BRISTOL - After the Cheshire home invasion that took the lives of his wife, Jennifer Hawke-Petit, and daughters Hayley and Michaela, Dr. William Petit Jr. got help from friends and family who encouraged him, despite his reluctance at times, to continue on.
Thanks to that support, the Petit Family Foundation arose from the tragedy to aid fellow victims of violence.
Today marks the 10-year anniversary of the home invasion. Afterward, Petit said, he received donations from people “all over the world” trying to help him.
His golfing buddies,Mike Ziebka, Joe Meaney and brothers Ron and Rick Bucci, helped Petit establish a fund to put that money toward causes he cared about.
The Petit Family Foundation was established to support the education of young people, women in the sciences, people with chronic illnesses and victims of violence.
“In 2008, we gave out $8,000 in grants,” said Petit. “Last year and this year, thanks to golf tournament and road race fundraisers, we gave out close to a half-million in grants and sponsorships and awards. I’m very proud. We have a great board of directors that includes almost all of the original members who joined in December 2007. We have also since added three or four more new people. ”
Petit said he was fortunate to have had a large group of family and friends to support him.
He noted that a former school superintendent in Plainville, Mark Thompson of Quinnipiac University, members of his church in Cheshire and the academic adviser of his late daughter, Hayley, were all a big help.
“At first, it was tough to even attend board meetings,” he said. “My sister prepared dinner for us, and we would eat for a half-hour before our meetings and just talk.”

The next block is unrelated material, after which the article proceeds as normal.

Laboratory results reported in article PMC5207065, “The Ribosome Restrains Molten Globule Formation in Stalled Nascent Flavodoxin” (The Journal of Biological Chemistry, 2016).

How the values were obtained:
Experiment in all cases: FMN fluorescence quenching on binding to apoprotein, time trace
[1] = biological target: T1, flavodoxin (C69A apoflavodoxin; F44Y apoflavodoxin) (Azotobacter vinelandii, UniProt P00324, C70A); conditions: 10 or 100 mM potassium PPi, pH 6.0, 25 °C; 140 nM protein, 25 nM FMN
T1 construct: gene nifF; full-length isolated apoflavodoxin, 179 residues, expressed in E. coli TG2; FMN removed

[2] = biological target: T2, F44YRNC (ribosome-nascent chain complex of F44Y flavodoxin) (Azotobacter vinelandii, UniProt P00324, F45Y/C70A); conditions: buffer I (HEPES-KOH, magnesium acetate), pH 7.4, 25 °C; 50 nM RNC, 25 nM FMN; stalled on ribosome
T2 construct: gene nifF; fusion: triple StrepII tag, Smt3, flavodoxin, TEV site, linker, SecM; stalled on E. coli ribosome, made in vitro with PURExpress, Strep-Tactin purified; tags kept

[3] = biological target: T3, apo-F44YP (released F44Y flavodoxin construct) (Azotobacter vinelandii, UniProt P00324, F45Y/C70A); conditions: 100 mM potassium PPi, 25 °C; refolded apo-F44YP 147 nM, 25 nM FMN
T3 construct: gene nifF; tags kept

Petit has since met with many other victims of violence over the years and spoken to them over the phone.
“I tell people that it is important to avail themselves of help,” he said. “It is also critical to get professional help from a therapist. You don’t want to put your friends and family in the position of being your therapist. That makes things difficult for everyone. In the beginning, I was pretty unhappy with people who told me to keep moving on and doing things, but the bottom line is that doing things was very helpful to me. Doing things to help people via the foundation was therapeutic and took my mind off of the losses. It gave me a reason to go forward.”
“Some people like to think that you can just wrap up those feelings and that they eventually go away - but they never go away,” Petit continued. “They will be with you every day for the rest of your life. You will think about it every day. The key is being able to control your reaction to it.
“Survivors of Homicide in Connecticut are a great support group. They were with me while I was caught up in the trials. It was hard to convince myself to get up, drive to Hartford, fill out paperwork and meet with people I had never met about what had happened. I didn’t do it right away - it might have been a year and a half later - but it is important to seek out these resources.”
The killers, Joshua Komisarjevsky and Steven Hayes, are serving life in prison. They originally were sentenced to death, but Connecticut abolished capital punishment in 2012.
Brian M. Johnson can be reached at 860-973-1806 or email@example.com.